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Business trends

ZhongAn Insurance's entry sparks shift to digital products in Japan

Pioneer of online insurer targets traditional market in first step of expansion drive

ZhongAn Insurance, the largest online insurer in China, targets younger generations with its low-cost products.   © Reuters

TOKYO -- Chinese low-cost insurer ZhongAn Online P&C Insurance is set to launch an overseas expansion drive by entering the Japanese market, jolting local players into speeding up their own digital push.

The Shanghai-based company last month formed a business partnership with Sompo Japan Nipponkoa, a 130-year-old peer and the third-largest nonlife insurer in its home market.The two companies hope to tap into a market that is expected to triple to 179 billion yen by 2021, according to a forecast by Yano Research Institute in Tokyo. 

The partnership presents a fresh challenge to the sector's established companies, and marks the first operational entry to Japan by a major Chinese insurer -- Ping An Insurance maintains a presence solely for investment purposes.

Japan has been positioned as just the first step in ZhongAn's plans. "In the near future, the focus will be on the Asian region," said Wayne Xu, COO and the head of the company's international arm, ZhongAn International.

China has become a center of financial technology, having pioneered low-cost, smartphone based services like Alipay mobile payments, run by Ant Financial Services Group. The country's insurance industry has adopted many of the same strategies.

Established in 2013, ZhongAn mainly sells niche insurance products online, such as flight delay insurance or return shipping insurance, which reimburses shoppers when they send back online purchases.

These products are offered mainly through mobile platforms operated by partner companies, such as e-commerce giant Alibaba Group Holding -- parent of Ant Financial -- social media operator Tencent Holdings, and Ping An Insurance. More than half of the customers are aged between 25 and 35.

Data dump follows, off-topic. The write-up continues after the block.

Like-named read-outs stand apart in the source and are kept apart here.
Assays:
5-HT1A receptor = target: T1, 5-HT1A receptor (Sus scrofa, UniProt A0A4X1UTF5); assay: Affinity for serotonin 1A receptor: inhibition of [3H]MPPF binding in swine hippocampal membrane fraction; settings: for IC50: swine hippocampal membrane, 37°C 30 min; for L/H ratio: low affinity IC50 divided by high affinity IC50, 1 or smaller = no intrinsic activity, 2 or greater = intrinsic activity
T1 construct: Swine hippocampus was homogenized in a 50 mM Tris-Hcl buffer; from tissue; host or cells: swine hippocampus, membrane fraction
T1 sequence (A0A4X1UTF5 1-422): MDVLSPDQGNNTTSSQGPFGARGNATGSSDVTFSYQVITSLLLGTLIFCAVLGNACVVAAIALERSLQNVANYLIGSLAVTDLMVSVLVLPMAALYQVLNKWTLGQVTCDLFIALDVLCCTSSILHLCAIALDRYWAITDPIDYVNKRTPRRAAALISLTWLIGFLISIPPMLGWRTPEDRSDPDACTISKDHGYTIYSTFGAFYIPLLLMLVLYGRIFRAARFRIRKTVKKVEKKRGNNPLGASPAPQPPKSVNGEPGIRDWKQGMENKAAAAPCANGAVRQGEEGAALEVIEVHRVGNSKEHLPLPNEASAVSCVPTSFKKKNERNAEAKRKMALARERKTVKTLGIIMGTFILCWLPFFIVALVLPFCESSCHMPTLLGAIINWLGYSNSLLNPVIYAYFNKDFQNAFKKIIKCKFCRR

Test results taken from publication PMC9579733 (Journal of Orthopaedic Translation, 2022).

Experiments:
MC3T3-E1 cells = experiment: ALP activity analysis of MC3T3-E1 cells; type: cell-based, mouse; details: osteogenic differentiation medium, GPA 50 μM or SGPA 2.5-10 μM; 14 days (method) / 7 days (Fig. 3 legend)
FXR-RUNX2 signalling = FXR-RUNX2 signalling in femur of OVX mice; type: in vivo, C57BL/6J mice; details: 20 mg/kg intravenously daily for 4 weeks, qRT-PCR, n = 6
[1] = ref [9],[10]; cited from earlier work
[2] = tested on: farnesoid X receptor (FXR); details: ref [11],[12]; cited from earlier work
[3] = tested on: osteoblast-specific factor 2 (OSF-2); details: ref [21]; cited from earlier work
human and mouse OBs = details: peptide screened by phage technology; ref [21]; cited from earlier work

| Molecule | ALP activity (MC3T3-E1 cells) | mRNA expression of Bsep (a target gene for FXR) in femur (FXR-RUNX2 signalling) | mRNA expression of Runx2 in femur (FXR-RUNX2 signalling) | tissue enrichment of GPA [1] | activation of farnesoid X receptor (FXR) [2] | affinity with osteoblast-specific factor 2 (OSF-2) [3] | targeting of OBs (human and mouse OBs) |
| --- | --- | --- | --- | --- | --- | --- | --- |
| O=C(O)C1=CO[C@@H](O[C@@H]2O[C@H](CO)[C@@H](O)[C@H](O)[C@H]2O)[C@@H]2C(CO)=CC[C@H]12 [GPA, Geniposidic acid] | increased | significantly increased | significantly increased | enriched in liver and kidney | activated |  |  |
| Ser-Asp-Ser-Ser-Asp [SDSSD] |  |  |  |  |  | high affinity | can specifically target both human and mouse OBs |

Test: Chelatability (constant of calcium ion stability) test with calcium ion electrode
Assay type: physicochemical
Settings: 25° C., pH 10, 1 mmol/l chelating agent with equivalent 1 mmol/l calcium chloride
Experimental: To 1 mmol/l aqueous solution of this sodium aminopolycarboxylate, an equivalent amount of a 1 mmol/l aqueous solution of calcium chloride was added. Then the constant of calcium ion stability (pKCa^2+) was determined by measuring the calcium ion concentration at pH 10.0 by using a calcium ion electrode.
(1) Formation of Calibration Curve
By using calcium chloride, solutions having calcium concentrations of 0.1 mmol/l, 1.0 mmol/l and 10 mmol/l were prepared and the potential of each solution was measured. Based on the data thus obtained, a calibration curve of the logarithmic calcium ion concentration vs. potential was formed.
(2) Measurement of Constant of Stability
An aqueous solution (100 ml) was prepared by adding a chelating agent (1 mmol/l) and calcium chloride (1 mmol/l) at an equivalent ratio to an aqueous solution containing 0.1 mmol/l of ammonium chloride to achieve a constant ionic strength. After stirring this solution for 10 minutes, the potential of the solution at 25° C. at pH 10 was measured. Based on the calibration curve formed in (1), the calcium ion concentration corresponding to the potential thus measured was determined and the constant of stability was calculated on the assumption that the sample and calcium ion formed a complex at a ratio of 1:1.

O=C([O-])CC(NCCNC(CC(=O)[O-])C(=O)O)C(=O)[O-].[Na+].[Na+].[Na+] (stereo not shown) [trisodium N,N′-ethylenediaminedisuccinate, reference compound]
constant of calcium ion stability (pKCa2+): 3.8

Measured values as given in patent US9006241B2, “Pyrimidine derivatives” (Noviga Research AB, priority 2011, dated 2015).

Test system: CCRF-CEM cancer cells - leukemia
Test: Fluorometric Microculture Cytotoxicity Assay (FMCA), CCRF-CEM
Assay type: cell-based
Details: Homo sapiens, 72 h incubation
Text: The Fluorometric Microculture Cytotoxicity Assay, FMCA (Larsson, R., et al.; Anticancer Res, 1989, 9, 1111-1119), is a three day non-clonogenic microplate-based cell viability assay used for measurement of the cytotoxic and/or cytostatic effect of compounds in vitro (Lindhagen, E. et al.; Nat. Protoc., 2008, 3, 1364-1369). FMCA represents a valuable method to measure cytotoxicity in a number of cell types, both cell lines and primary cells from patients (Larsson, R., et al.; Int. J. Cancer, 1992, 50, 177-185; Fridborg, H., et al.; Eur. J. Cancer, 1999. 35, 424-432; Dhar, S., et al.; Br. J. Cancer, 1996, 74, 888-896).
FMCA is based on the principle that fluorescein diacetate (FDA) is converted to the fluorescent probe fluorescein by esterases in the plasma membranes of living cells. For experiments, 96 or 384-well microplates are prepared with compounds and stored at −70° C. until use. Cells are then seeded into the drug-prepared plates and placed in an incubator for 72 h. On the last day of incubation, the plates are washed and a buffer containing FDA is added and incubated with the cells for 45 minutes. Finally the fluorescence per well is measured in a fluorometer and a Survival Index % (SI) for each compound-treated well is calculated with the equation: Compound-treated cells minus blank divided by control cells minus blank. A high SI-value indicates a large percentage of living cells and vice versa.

"As a new insurer, we have to understand the users' needs," Xu said. "By leveraging new technology, we will be able to underwrite a lot of fragmented risks," he added, noting that the company has automated much of its back office operations as well as the development of new products. "Most of our products are done within two weeks from design to development to testing to productizing," he said.

In 2017, ZhongAn served 413 million users and wrote over 5 billion policies, a number that would take two or three decades to process through traditional methods, according to Xu. Even a big insurer like Ping An only had 46 million new customers last year. 

The company more than doubled its gross written premiums, or total revenue, to 5.1 billion yuan ($734 million) between January and June of this year, but also saw its net losses more than double to 666 million yuan.

Xu declined to comment on the company's share price, which currently hovers around HK$25, having topped HK$93 just after it went public in September last year. Analysts say one of the challenges ZhongAn faces is to reduce its reliance on partner platforms, to which it pays considerable fees.

Xu said that unlike traditional insurers, ZhongAn can pursue digitization aggressively without worrying about online services cannibalizing traditional products. "The way we look at the industry is how to build everything digitally. We never thought about legacy things," he said.

Wayne Xu, president of ZhongAn International, said Asia will be the company's focus in the near term. (Photo by Takuya Fujisawa)

"In the future, insurance products will be more personalized," he declared. "There will be more customized policies based on the understanding of the users' behavior."

A small number of online insurance startups like JustInCase have emerged in Japan, but have made few inroads into a crowded industry. ZhongAn's entry is expected to have a larger impact.

"As the user base shifts to the millennial generation, demand for online insurance products is likely to grow," said Yuki Katayama, an analyst at Tokyo-based NLI Research. The company's low-cost, short-term products could prove popular in a country where insurance is usually sold in comprehensive packages, she added.

Japan's insurers have begun their own forays into technology-based services, and many are expected to increase their efforts in light of ZhongAn's move.

Tokio Marine & Nichido Fire Insurance, the country's largest nonlife insurer, announced a partnership with mobile carrier NTT Docomo on Oct. 11, and will launch an artificial intelligence-based insurance service next year.

The service will analyze users' smartphone data and usage, and make recommendations on insurance products, such as for travel, sports or damage to their device. All transactions, from application to customer support to claim payment, will be handled by AI technology.

Sompo Japan Nipponkoa has already launched a similar product in partnership with chat app operator Line. The service offers 59 plans, mostly to cover minor risks that are not usually covered by traditional insurance policies. They include insurance for sports injuries or damage to equipment while traveling, and are offered for as little as one dollar each.

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